A major shift takes place in the television industry on June 12. That’s when the long-awaited shift to digital broadcast takes place, making analog signals a thing of the past.
With choices in cable, satellite, and converter boxes, there’s going to be a huge pile of unusable TV sets.
That’s an unprecedented amount of potential e-waste. However, the campaign Take Back My TV is set up to encourage manufacturers to take back and responsibly recycle them. Part of the Electronics Take Back Coalition, Take Back My TV promotes keeping TV’s out of landfills.
The industry is driven by a throw-away mentality–get the new, throw out the old, don’t worry about it.
Well, old TV’s just don’t “go away“–they contain harmful elements that hurt people and the environment, including lead and mercury. If it’s not a flat screen, it’s not supposed to go in a landfill. Six states have already passed laws making it illegal to throw away TV’s, and five more are slated to do so in 2010.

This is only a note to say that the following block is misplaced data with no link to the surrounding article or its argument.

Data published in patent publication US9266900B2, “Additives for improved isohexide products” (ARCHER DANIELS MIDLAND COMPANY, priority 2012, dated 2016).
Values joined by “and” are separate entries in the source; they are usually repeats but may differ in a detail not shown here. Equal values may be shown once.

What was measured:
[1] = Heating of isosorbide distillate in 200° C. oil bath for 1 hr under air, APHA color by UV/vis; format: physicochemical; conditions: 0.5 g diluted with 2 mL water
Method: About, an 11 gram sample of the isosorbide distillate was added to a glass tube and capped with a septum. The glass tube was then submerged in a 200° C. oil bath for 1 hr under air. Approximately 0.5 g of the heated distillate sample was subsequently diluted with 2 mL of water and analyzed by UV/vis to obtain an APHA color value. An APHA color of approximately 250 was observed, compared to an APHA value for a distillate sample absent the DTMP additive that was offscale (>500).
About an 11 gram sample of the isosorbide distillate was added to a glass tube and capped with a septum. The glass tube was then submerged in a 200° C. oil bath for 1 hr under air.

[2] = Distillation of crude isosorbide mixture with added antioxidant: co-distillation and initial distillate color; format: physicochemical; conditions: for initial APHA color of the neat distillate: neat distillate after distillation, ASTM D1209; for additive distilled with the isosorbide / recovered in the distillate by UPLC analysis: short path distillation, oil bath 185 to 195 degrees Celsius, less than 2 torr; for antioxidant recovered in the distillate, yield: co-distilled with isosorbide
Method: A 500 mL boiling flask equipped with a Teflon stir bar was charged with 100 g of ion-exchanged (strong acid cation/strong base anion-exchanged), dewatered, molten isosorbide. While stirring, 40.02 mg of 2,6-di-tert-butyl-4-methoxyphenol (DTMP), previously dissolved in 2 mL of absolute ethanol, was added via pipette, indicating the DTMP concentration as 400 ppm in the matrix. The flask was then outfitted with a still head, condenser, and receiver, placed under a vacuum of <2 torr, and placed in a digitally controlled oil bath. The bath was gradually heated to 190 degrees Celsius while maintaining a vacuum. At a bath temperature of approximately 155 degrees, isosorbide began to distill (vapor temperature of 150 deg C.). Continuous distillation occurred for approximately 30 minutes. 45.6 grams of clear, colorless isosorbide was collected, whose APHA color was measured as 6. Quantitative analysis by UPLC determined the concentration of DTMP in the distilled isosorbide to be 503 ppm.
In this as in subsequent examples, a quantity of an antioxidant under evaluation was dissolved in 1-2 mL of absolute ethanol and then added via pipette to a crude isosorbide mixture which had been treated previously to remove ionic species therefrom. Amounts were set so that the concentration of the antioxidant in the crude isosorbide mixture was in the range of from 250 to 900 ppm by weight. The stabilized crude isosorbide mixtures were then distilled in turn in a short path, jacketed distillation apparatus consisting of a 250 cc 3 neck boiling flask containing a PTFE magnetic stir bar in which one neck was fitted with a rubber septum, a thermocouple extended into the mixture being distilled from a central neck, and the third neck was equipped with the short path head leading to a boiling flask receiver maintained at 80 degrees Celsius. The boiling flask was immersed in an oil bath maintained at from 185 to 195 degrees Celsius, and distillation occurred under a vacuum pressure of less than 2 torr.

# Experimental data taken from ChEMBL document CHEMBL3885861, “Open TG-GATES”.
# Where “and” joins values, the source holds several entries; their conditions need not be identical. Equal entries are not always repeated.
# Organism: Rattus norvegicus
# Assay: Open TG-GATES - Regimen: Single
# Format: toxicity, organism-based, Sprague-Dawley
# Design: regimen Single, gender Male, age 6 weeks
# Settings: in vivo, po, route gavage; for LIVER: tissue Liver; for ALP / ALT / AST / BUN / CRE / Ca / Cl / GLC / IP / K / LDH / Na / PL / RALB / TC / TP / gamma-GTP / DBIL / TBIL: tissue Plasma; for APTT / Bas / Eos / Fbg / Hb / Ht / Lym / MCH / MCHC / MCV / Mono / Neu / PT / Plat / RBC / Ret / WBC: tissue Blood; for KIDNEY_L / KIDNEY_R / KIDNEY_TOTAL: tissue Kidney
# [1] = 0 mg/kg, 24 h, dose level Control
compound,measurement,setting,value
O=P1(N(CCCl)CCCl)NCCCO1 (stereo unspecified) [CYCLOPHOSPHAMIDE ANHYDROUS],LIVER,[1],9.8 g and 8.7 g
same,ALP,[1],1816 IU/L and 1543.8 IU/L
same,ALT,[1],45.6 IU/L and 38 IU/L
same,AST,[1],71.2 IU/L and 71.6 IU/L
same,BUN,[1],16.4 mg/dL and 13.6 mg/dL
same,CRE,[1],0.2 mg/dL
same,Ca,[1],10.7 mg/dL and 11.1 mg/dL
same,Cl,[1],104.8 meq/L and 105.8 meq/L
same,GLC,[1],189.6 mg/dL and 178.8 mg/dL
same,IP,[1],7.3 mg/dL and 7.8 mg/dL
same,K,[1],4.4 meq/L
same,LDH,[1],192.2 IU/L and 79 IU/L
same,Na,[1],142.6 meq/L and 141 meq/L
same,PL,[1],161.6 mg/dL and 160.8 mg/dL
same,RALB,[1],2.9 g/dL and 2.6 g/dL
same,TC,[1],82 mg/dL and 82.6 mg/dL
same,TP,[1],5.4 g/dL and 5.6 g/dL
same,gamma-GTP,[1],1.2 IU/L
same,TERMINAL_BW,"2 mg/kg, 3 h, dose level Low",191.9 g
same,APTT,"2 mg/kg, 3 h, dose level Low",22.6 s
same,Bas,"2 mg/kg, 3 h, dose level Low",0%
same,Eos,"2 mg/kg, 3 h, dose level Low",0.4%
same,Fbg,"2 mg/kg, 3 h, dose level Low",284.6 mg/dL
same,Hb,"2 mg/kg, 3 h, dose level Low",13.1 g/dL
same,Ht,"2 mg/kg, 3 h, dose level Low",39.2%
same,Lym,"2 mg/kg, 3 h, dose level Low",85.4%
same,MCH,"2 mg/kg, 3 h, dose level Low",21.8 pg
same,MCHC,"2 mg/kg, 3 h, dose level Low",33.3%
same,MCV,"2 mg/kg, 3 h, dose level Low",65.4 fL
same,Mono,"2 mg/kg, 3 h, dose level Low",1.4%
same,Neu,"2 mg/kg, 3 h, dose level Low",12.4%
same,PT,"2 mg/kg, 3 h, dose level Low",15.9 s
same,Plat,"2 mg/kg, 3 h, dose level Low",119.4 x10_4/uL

While consumers are urged to get the new digital models, little or no effort is being made to deal with the remaining ones. SONY was the first company to sign up for the initiative; Wal-Mart, and Samsung are two more with take-back programs. The website gives a report card on major manufacturers are or are not doing in addressing this problem.
As a consumer activist, send a message through the site urging the promotion of free takeback programs, responsible purchasing, and improved designs. Tossing a TV in the trash is not acceptable.